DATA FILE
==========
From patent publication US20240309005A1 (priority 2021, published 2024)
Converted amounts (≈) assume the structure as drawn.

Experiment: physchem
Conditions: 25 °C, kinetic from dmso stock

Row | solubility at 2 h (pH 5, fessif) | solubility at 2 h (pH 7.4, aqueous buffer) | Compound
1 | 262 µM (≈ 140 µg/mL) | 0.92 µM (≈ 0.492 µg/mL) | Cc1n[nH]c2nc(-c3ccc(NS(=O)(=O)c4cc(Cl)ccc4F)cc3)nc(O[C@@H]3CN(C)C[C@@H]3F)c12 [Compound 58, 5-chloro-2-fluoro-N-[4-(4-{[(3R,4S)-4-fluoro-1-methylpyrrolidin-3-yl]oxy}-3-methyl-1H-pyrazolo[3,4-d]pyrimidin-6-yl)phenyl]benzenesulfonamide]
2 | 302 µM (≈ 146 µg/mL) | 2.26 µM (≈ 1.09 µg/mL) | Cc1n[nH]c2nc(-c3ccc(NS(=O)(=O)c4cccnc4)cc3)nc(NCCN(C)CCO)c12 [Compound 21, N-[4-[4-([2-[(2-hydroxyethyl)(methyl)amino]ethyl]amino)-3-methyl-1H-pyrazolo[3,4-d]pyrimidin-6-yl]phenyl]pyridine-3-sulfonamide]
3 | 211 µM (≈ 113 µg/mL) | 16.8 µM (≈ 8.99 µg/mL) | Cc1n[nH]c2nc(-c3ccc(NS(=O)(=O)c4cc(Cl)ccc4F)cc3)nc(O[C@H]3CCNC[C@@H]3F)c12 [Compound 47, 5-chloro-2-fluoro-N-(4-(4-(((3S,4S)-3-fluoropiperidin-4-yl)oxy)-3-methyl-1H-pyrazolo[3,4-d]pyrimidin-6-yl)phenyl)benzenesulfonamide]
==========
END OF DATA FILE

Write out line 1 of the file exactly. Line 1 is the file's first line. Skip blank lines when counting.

From patent publication US20240309005A1 (priority 2021, published 2024)